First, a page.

Temporary closure of section of Oro-Medonte trail in Copeland Forest.

A portion of the Oro-Medonte trail in Copeland Forest will be temporarily closed due to spring seasonal wet conditions. The trail section is just north of the Oro-Medonte and Barrie trail junction near sign post 5 and continues north to sign post 4 – approximately 1 km in length. There is an alternate trail that can be used to the east of the Oro-Medonte trail (see attached map).

Signs will be installed at the end points of the closed section (sample attached). Please do not try to use the closed section – walking around the wet sections on the trail can cause damage to environmentally sensitive areas in the forest. We are lucky to have access to the Copeland Forest trail system so let’s do our part to make our trail system sustainable. 

There will be a follow-on notice when the trail is re-opened. 

I Closed the Gap – New Date

Hike On the Midland and Tiny Trail Extensions

On May 11, 2024 (new date) lace up those hiking boots and join us for the historic “I Closed the Gap” Hike along the beautiful Ganaraska Hiking Trail through Midland, Penetanguishene and Tiny. This project has been over 10 years in the making. Get ready to explore the beautiful Georgian Bay shoreline and various forest trails, breathe in the fresh air, and challenge yourself on this scenic trail. For more details and to register click here.

Are you collecting badges … yet?

Many hikers collect badges to show their achievements: where and how far they have hiked, etc. The Ganaraska Hiking Trail Association also offers a series of badges, ranging from section badges for the various club section End-to-Ends, as well as for the overall 500km Ganaraska Hiking Trail End-to-End. Our newest badges show that the hiker has done 50, 100 or 200 hikes of at least 1 hour in a calendar year. See Badges – Ganaraska Hiking Trail

The 100 hikes badge launched in 2021, we added the 50 and 200 hikes badges in 2022, and we are considering if we should add a 150 and 250 hikes badges, as this challenge of setting a personal goal, seems to have taken off in a big way.

If you follow the postings on the Ganaraska Hiking Trail Group in Facebook, you will see reports of hikers’ progress towards their personal goal. We congratulate all those who set goals for 2023 and achieved them and we would like to encourage other hikers to set a goal, whether it is an End-to-End Badge or a number of hikes badge, or any other badge. The benefits are enormous, not only for your own physical and mental health, your sense of accomplishment but you will also be visiting gorgeous trails, enjoy fantastic landscapes, see or hear nature at its best, and meet many like minded hikers along the way.

One such hiker is Lilla Fodor. She is a Ganaraska Hiking Trail member, but her home club is the Beaver Valley Bruce Trail Club. She is an avid badge collector, which is sometimes referred to as a badge hound as is evidenced in the pictures below.  Here is Lilla’s story about her badge collection.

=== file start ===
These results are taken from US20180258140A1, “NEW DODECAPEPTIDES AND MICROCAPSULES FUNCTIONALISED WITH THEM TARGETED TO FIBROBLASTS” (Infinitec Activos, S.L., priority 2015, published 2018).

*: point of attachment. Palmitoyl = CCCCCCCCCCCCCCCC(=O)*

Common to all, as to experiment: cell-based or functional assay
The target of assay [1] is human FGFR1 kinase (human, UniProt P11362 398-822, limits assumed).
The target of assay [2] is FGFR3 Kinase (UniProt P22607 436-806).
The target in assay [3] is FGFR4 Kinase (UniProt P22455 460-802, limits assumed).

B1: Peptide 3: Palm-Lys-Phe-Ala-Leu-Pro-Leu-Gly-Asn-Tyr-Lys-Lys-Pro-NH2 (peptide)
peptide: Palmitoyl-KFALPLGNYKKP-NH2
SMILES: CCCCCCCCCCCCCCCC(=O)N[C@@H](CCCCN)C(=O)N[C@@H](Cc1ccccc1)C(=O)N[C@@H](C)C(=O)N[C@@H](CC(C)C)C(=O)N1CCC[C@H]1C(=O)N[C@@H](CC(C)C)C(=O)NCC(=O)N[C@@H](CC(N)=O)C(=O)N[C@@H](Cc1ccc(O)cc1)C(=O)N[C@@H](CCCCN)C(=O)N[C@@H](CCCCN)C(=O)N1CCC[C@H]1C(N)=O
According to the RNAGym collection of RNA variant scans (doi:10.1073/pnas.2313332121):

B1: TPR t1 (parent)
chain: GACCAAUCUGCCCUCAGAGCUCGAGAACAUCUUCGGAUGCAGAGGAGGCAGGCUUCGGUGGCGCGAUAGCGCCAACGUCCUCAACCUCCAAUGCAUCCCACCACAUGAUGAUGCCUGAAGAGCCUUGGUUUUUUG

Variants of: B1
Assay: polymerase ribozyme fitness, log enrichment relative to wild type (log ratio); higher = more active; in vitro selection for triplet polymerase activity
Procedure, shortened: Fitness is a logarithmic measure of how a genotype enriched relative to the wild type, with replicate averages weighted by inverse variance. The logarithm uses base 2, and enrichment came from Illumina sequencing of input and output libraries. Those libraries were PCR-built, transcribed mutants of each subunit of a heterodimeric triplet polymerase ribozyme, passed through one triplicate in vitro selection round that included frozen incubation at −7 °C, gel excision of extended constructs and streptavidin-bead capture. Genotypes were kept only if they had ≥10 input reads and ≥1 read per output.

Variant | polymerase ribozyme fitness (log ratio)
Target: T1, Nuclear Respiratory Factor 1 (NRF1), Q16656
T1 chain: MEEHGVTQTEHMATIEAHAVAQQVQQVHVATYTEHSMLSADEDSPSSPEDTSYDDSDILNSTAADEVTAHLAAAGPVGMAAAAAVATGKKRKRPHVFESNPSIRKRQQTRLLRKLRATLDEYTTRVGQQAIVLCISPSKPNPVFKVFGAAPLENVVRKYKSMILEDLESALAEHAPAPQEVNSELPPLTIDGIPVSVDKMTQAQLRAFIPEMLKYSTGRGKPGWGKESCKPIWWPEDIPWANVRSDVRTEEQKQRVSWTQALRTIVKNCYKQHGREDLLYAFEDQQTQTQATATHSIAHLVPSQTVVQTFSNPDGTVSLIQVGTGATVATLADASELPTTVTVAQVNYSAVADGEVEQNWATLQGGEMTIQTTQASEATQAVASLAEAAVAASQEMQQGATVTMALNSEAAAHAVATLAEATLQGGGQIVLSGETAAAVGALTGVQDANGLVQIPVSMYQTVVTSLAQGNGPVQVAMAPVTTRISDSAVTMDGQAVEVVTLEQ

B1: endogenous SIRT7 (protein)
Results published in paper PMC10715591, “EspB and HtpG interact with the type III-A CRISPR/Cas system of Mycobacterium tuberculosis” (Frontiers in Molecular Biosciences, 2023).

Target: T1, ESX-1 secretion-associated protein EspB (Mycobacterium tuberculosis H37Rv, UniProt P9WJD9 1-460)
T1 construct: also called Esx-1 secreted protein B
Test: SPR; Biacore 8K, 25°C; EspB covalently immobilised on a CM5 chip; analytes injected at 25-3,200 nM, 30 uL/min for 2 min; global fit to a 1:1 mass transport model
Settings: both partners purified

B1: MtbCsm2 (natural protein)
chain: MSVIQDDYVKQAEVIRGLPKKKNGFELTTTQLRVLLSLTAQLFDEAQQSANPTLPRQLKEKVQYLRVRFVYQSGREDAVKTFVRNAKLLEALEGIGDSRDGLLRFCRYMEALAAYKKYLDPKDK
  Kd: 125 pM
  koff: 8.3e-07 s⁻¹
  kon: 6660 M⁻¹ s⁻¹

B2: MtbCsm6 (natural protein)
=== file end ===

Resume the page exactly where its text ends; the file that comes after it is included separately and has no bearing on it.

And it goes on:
The first badge I earned was the Beaver Valley BT Beaver Bites (side trails) badge in 2018 when I retired. It started when we moved to the Beaver Valley, I wanted to familiarize myself with the Bruce Trail in the area and I think I became a bit addicted. My goal became to hike an end to end and then the side trails earning the badges along the way. 

The next trail I hiked end to end was the Ganaraska during Covid when we were able to move around. It gave me new focus during a difficult time and as a result the Ganaraska holds a special place for me so I’ve kept up my membership. 

Next, I started to hike some of the Bruce Trail challenge hikes and the BT sections over and over, just to challenge myself and earn more pretty badges. Badges eventually became a great incentive to explore other trails and areas I’d never think to hike, such as Oxford and Woolwich Counties. 

I don’t officially belong to any other hiking club besides the Bruce and Ganaraska, although when I hike a Club’s trails, I always make a donation beyond the cost of the badge or join the Club for that year so I can contribute by paying my way that year. 

The most difficult badge to get, was the BT Peninsula Club’s 100 Birder Badge. I know little about birds, I like them well enough and learned a lot, but that one took more patience than I have and a lot of sitting and listening, I prefer just hoofing along a trail. 

Physically the toughest and longest was the Dufferin Hi-Land Bruce Trail Club’s One Day Badge where I hiked approximately 56kms in one go. My favourite one was probably the Caledon Hills BT Club’s Loppet Badge because I got to cross country ski the trail to earn that one, combining the trail with another favourite activity, and I got to help two other hikers earn that one. On others I learned about ferns, wineries, Canadian history, and even the history of the Welland Canal system. 

In the past I regularly hiked close to home in Caledon Hills for over 20 years before discovering badges, but the fun thing about badge collecting for me has become the incentive to hike in different areas, on different trails, discover something new, or to challenge myself to different terrains and longer distances, and to just keep getting out there, moving and discovering. 

Oh, and I’ve also met some great people along the way, forming some wonderful friendships in the hiking community. 

By Lilla Fodor

We encourage all hikers to set personal goals for 2024, and beyond. Beside the Ganaraska Hiking Trail badges, note that Hike Ontario also offers some long-distance hiking badges Hike Ontario Long Distance Hiker Awards/, and the National Hiking Trail just launched the National Hiker Award National Hiker Award

For those of you who are setting a 50/100/200 goal, here is a simple spreadsheet to keep track of your progress.

Happy Hiking,
Ganaraska Hiking Trail Association Inc.